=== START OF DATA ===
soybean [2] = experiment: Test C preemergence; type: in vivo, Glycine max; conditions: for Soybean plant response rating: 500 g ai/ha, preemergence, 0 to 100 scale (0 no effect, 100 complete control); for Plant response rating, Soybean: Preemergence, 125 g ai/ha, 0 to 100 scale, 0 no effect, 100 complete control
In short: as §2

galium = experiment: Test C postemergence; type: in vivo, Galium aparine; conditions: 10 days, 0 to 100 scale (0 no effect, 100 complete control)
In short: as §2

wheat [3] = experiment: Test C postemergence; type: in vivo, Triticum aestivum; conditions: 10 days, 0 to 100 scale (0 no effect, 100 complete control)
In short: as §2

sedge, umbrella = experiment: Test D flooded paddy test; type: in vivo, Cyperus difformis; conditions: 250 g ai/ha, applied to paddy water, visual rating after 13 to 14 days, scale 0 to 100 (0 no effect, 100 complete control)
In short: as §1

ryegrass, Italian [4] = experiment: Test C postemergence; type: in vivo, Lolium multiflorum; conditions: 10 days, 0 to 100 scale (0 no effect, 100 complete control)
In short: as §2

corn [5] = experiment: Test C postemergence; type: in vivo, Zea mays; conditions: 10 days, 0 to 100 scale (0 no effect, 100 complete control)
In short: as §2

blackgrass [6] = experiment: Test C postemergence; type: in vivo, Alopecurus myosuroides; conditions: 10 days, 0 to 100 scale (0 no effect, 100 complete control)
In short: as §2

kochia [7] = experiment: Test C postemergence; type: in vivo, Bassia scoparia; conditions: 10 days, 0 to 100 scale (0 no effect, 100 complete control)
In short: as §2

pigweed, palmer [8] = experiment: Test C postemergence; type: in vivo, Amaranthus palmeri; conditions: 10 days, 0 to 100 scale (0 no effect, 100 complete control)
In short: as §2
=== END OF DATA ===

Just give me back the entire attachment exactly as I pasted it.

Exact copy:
soybean [2] = experiment: Test C preemergence; type: in vivo, Glycine max; conditions: for Soybean plant response rating: 500 g ai/ha, preemergence, 0 to 100 scale (0 no effect, 100 complete control); for Plant response rating, Soybean: Preemergence, 125 g ai/ha, 0 to 100 scale, 0 no effect, 100 complete control
In short: as §2

galium = experiment: Test C postemergence; type: in vivo, Galium aparine; conditions: 10 days, 0 to 100 scale (0 no effect, 100 complete control)
In short: as §2

wheat [3] = experiment: Test C postemergence; type: in vivo, Triticum aestivum; conditions: 10 days, 0 to 100 scale (0 no effect, 100 complete control)
In short: as §2

sedge, umbrella = experiment: Test D flooded paddy test; type: in vivo, Cyperus difformis; conditions: 250 g ai/ha, applied to paddy water, visual rating after 13 to 14 days, scale 0 to 100 (0 no effect, 100 complete control)
In short: as §1

ryegrass, Italian [4] = experiment: Test C postemergence; type: in vivo, Lolium multiflorum; conditions: 10 days, 0 to 100 scale (0 no effect, 100 complete control)
In short: as §2

corn [5] = experiment: Test C postemergence; type: in vivo, Zea mays; conditions: 10 days, 0 to 100 scale (0 no effect, 100 complete control)
In short: as §2

blackgrass [6] = experiment: Test C postemergence; type: in vivo, Alopecurus myosuroides; conditions: 10 days, 0 to 100 scale (0 no effect, 100 complete control)
In short: as §2

kochia [7] = experiment: Test C postemergence; type: in vivo, Bassia scoparia; conditions: 10 days, 0 to 100 scale (0 no effect, 100 complete control)
In short: as §2

pigweed, palmer [8] = experiment: Test C postemergence; type: in vivo, Amaranthus palmeri; conditions: 10 days, 0 to 100 scale (0 no effect, 100 complete control)
In short: as §2